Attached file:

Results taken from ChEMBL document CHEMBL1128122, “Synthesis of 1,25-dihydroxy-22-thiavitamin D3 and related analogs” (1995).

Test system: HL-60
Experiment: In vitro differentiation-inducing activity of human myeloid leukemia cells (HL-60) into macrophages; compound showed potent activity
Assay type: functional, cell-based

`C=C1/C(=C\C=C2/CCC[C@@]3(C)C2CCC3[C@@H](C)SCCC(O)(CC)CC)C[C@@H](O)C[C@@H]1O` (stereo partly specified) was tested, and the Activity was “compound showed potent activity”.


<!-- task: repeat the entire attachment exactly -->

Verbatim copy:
Results taken from ChEMBL document CHEMBL1128122, “Synthesis of 1,25-dihydroxy-22-thiavitamin D3 and related analogs” (1995).

Test system: HL-60
Experiment: In vitro differentiation-inducing activity of human myeloid leukemia cells (HL-60) into macrophages; compound showed potent activity
Assay type: functional, cell-based

`C=C1/C(=C\C=C2/CCC[C@@]3(C)C2CCC3[C@@H](C)SCCC(O)(CC)CC)C[C@@H](O)C[C@@H]1O` (stereo partly specified) was tested, and the Activity was “compound showed potent activity”.